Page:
New Jersey has put out a call seeking to hire coronavirus contact tracers, a key component of Gov. Phil Murphy’s plan to slowly scale back some the near-lockdown restrictions that have been in place for months.
The positions could be paid or volunteer work, according to a contact tracer registration form on the state’s COVID-19 website. Tracers would be given a 12-part course as state officials plan to have people working every day of the week in the positions.
“In order to work effectively, we will be scheduling people 7 days a week between 8 a.m.- 8 p.m.,” the notice reads on the form.
Gov. Phil Murphy has said widespread testing and a huge boost to the number of people doing contact tracing is needed to safely reopen the state and lift restrictions. New Jersey will need thousands of contact tracers in the coming weeks and months, he’s said.
The governor, in a 6-point coronavirus reopening strategy for the state, said he wants an “army” of people to perform contact tracing so new cases or outbreaks could be immediately tracked and mitigated.
“Whenever a new positive COVID-19 test is returned, we must be able to leverage not just that individual’s recollections, but also employee new technologies to help identify those with whom that individual may have come into contact,” Murphy said late last month when he unveiled the broad proposal. “We will need to recruit and deploy an army of contact tracers whose sole purpose will be to identify these individuals so we can follow up and ensure they do not contribute to further spread of COVID-19."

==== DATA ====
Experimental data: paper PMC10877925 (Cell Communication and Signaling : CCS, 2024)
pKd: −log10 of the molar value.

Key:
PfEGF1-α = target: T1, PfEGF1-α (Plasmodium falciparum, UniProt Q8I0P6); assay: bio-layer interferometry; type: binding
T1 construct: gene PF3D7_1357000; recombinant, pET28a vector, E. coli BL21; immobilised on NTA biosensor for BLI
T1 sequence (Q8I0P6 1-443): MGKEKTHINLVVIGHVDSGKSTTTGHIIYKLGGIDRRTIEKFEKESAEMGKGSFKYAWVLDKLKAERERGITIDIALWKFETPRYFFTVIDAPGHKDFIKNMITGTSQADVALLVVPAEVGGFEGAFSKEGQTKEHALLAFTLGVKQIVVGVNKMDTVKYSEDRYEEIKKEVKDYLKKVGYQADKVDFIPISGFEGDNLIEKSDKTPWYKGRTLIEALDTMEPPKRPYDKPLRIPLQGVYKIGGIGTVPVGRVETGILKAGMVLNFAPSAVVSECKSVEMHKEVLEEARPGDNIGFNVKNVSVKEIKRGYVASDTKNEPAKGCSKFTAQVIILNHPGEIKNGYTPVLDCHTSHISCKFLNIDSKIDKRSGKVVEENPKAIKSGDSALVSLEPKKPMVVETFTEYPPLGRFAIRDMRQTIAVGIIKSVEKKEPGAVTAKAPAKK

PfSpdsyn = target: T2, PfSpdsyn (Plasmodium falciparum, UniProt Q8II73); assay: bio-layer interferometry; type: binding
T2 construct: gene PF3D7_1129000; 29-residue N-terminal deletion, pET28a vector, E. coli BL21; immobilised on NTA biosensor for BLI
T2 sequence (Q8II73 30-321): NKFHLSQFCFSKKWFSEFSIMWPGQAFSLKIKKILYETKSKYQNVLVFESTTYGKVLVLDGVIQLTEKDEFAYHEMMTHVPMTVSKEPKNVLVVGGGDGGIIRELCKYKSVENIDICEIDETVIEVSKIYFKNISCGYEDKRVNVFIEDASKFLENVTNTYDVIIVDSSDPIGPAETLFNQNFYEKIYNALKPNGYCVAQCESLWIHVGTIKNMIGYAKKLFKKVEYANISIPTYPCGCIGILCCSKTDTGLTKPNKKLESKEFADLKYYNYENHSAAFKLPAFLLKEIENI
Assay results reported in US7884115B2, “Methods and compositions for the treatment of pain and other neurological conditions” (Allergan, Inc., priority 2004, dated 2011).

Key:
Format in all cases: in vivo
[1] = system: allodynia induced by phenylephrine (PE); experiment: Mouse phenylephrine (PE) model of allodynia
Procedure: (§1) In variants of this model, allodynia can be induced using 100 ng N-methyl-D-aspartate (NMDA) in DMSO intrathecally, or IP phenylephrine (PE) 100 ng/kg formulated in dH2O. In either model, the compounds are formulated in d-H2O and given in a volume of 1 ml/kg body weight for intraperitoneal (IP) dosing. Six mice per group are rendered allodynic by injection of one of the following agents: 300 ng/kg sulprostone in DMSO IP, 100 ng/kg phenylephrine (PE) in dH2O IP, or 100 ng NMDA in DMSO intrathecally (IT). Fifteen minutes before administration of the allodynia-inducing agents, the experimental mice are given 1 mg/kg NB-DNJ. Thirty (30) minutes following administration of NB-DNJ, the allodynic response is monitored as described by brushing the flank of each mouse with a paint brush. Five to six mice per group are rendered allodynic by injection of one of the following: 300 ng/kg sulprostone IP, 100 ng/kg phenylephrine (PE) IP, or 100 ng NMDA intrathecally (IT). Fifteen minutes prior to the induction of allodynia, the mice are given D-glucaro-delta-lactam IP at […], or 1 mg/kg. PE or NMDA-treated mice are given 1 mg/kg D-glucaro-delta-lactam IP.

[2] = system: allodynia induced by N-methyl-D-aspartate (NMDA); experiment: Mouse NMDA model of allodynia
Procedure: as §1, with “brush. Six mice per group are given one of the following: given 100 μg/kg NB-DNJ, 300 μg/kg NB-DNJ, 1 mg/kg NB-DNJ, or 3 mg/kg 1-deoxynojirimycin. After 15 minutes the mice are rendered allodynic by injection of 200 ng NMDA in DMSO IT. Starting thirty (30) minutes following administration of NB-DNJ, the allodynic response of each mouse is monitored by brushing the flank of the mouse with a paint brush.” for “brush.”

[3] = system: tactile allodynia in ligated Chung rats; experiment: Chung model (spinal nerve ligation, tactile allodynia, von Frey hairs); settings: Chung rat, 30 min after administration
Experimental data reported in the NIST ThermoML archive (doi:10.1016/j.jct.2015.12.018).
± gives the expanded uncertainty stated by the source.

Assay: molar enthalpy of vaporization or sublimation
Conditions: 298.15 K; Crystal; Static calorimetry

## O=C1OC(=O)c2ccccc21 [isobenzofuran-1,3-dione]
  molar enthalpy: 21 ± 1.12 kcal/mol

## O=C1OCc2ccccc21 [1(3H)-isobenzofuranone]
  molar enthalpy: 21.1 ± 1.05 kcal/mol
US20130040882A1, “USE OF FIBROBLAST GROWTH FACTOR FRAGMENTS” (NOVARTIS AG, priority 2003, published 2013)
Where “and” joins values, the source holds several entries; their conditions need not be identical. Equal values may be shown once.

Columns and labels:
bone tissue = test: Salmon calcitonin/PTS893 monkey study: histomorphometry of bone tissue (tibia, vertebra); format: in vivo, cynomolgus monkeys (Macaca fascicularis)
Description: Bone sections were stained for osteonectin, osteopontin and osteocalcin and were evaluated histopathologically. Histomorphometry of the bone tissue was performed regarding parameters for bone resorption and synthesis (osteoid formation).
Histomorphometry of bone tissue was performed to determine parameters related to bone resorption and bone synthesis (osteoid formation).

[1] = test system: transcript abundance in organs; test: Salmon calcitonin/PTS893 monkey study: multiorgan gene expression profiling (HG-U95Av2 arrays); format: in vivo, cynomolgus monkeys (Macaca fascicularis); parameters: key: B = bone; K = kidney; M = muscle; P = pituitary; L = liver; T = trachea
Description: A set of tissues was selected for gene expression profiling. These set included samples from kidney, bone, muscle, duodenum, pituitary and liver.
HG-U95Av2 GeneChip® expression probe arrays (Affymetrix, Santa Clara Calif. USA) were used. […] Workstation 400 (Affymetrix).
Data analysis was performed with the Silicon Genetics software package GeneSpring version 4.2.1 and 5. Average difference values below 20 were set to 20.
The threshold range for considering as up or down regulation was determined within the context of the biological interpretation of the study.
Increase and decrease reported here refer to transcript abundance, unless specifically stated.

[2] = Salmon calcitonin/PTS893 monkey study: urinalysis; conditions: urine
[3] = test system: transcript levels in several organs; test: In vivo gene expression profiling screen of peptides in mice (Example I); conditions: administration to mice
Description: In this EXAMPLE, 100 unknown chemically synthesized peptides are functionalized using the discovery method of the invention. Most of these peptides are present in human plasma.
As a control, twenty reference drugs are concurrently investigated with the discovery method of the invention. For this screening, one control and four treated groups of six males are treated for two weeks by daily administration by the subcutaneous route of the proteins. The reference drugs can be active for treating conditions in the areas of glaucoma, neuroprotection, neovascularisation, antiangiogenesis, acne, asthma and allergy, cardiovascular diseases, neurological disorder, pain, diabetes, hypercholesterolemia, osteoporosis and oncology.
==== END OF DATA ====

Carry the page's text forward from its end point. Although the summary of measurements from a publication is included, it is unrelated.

The governor said health officials recommended the state have “15 to 81 persons engaged in contact tracing for every 100,000 residents.”
“This can mean anywhere between roughly 1,300 all the way up to over 7,000 people to take on this work,” Murphy said.
The state form seeking tracers asks if people are interested in volunteering full or part-time, as well as full or part-time paid positions.
Each worker would not exceed 35 hours a week.